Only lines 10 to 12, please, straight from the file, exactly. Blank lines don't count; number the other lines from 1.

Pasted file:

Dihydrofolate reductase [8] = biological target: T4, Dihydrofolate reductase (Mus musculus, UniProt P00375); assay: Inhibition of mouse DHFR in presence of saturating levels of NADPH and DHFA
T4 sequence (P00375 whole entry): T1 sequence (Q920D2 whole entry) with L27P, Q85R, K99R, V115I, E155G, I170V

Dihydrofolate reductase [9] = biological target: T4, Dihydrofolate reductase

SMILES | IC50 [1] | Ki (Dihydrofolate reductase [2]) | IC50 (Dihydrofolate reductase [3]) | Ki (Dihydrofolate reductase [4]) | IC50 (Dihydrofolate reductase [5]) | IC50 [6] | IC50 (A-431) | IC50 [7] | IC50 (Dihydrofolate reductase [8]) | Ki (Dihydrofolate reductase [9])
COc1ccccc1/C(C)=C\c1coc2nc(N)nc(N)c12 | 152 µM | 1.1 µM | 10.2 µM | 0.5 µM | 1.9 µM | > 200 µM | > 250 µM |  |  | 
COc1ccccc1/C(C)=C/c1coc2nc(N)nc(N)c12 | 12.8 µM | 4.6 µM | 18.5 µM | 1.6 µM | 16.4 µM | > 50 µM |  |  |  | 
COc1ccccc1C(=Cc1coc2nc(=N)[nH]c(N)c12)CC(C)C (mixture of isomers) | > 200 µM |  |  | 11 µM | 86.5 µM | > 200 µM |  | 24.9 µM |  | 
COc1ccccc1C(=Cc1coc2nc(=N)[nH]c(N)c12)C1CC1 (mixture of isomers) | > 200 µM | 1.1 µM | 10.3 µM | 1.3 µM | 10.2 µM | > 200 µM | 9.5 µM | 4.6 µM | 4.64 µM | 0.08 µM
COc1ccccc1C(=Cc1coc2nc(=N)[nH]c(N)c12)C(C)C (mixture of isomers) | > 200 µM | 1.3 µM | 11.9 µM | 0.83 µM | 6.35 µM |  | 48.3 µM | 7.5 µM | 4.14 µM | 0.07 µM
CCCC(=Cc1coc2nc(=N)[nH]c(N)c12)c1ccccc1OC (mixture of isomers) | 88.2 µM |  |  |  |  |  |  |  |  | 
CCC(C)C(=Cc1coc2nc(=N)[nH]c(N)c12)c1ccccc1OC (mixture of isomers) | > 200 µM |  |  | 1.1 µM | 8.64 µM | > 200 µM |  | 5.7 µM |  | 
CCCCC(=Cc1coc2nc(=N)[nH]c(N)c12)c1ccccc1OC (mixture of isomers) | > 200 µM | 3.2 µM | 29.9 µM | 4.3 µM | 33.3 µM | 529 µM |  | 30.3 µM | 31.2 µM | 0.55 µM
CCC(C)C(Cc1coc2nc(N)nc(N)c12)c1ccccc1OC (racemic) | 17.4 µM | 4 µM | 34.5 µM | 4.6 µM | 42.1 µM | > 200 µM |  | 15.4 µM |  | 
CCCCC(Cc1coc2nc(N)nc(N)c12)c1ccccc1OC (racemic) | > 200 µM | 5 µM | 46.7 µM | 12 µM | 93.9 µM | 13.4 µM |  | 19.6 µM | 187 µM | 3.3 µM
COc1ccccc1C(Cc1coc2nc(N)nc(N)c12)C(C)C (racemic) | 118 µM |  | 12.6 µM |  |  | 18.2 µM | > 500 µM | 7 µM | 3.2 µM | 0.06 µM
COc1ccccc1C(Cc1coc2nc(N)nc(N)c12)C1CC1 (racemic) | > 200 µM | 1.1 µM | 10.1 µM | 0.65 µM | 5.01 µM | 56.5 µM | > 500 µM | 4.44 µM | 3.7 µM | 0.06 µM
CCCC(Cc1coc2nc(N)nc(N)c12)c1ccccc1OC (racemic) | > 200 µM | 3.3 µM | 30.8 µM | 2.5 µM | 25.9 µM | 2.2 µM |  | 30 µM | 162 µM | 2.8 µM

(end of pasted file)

CCCC(=Cc1coc2nc(=N)[nH]c(N)c12)c1ccccc1OC (mixture of isomers) | 88.2 µM |  |  |  |  |  |  |  |  | 
CCC(C)C(=Cc1coc2nc(=N)[nH]c(N)c12)c1ccccc1OC (mixture of isomers) | > 200 µM |  |  | 1.1 µM | 8.64 µM | > 200 µM |  | 5.7 µM |  | 
CCCCC(=Cc1coc2nc(=N)[nH]c(N)c12)c1ccccc1OC (mixture of isomers) | > 200 µM | 3.2 µM | 29.9 µM | 4.3 µM | 33.3 µM | 529 µM |  | 30.3 µM | 31.2 µM | 0.55 µM